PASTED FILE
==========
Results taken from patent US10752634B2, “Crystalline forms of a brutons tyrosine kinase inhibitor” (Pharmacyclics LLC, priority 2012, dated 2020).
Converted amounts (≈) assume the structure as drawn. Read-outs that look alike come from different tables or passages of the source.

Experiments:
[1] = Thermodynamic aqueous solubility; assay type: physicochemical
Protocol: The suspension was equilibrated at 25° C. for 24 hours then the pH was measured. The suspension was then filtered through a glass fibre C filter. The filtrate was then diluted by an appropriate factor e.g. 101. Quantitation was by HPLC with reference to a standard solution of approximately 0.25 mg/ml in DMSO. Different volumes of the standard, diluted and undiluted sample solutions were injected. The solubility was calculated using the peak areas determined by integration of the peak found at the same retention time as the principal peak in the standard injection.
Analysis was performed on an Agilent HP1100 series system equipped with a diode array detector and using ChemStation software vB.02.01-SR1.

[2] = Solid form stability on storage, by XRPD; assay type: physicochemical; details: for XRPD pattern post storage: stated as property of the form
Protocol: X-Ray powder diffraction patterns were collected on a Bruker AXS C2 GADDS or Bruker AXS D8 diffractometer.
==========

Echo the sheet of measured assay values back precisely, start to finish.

Results taken from patent US10752634B2, “Crystalline forms of a brutons tyrosine kinase inhibitor” (Pharmacyclics LLC, priority 2012, dated 2020).
Converted amounts (≈) assume the structure as drawn. Read-outs that look alike come from different tables or passages of the source.

Experiments:
[1] = Thermodynamic aqueous solubility; assay type: physicochemical
Protocol: The suspension was equilibrated at 25° C. for 24 hours then the pH was measured. The suspension was then filtered through a glass fibre C filter. The filtrate was then diluted by an appropriate factor e.g. 101. Quantitation was by HPLC with reference to a standard solution of approximately 0.25 mg/ml in DMSO. Different volumes of the standard, diluted and undiluted sample solutions were injected. The solubility was calculated using the peak areas determined by integration of the peak found at the same retention time as the principal peak in the standard injection.
Analysis was performed on an Agilent HP1100 series system equipped with a diode array detector and using ChemStation software vB.02.01-SR1.

[2] = Solid form stability on storage, by XRPD; assay type: physicochemical; details: for XRPD pattern post storage: stated as property of the form
Protocol: X-Ray powder diffraction patterns were collected on a Bruker AXS C2 GADDS or Bruker AXS D8 diffractometer.